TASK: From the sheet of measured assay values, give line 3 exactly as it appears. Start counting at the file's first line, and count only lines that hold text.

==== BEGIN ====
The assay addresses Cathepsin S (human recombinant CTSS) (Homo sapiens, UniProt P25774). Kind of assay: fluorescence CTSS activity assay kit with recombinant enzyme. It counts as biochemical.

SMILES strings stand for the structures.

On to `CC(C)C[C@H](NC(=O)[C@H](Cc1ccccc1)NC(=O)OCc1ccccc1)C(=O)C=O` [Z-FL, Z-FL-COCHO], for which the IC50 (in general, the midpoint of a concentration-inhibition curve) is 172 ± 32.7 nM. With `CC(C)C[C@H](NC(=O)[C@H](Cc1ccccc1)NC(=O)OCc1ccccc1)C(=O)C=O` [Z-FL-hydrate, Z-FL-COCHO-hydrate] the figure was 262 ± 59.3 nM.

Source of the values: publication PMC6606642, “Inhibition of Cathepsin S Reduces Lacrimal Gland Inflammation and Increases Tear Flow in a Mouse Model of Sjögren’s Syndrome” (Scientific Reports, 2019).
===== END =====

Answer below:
On to `CC(C)C[C@H](NC(=O)[C@H](Cc1ccccc1)NC(=O)OCc1ccccc1)C(=O)C=O` [Z-FL, Z-FL-COCHO], for which the IC50 (in general, the midpoint of a concentration-inhibition curve) is 172 ± 32.7 nM. With `CC(C)C[C@H](NC(=O)[C@H](Cc1ccccc1)NC(=O)OCc1ccccc1)C(=O)C=O` [Z-FL-hydrate, Z-FL-COCHO-hydrate] the figure was 262 ± 59.3 nM.